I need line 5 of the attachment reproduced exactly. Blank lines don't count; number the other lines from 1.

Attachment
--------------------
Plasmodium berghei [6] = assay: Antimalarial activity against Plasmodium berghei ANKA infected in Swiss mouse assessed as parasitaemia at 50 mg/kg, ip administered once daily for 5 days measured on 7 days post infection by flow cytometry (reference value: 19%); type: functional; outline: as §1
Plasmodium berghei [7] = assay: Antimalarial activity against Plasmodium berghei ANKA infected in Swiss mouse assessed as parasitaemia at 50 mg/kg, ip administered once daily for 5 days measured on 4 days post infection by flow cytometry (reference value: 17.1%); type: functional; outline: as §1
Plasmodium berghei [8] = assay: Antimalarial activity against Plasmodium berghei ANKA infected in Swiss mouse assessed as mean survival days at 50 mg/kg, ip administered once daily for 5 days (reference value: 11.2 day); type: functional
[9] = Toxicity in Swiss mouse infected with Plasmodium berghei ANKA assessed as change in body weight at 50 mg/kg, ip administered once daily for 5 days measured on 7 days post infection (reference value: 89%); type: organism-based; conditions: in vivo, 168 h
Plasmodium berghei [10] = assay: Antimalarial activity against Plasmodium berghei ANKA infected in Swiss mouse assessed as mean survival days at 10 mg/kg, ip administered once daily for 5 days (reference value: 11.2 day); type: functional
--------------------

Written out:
Plasmodium berghei [10] = assay: Antimalarial activity against Plasmodium berghei ANKA infected in Swiss mouse assessed as mean survival days at 10 mg/kg, ip administered once daily for 5 days (reference value: 11.2 day); type: functional